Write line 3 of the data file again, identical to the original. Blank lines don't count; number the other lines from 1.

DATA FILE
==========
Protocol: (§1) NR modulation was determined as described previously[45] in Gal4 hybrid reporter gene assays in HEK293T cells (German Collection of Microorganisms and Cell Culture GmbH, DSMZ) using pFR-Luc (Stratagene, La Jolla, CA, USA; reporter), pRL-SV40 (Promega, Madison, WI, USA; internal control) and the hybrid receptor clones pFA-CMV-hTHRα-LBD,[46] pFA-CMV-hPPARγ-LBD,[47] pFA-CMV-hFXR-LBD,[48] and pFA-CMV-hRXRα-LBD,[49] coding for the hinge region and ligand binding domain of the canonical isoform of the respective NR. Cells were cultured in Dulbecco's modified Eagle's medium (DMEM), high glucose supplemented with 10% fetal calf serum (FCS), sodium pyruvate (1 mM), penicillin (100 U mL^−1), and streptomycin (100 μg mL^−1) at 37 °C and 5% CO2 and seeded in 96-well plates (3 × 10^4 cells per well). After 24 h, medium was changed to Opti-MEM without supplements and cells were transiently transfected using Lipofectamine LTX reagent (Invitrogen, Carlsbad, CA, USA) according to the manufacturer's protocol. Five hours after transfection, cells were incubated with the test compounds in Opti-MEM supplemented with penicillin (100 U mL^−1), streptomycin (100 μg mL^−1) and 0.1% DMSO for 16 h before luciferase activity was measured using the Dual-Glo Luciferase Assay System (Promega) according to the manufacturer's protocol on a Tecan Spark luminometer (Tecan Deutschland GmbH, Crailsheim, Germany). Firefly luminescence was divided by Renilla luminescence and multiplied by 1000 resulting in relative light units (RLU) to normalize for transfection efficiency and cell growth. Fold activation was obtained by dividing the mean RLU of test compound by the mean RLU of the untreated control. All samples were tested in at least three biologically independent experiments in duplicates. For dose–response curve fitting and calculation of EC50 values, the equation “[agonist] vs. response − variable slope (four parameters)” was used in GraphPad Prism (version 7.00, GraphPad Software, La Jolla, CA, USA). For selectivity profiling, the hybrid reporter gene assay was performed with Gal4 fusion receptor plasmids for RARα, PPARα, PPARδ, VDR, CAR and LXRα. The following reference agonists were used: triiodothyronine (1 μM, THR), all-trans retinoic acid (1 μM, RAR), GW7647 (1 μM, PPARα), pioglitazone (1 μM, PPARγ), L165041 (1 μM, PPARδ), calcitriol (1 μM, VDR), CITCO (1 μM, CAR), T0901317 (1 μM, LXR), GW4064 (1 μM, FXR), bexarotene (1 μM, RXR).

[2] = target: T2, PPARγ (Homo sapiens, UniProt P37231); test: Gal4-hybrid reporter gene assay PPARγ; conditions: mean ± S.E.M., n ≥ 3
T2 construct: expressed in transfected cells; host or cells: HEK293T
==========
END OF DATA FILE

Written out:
T2 construct: expressed in transfected cells; host or cells: HEK293T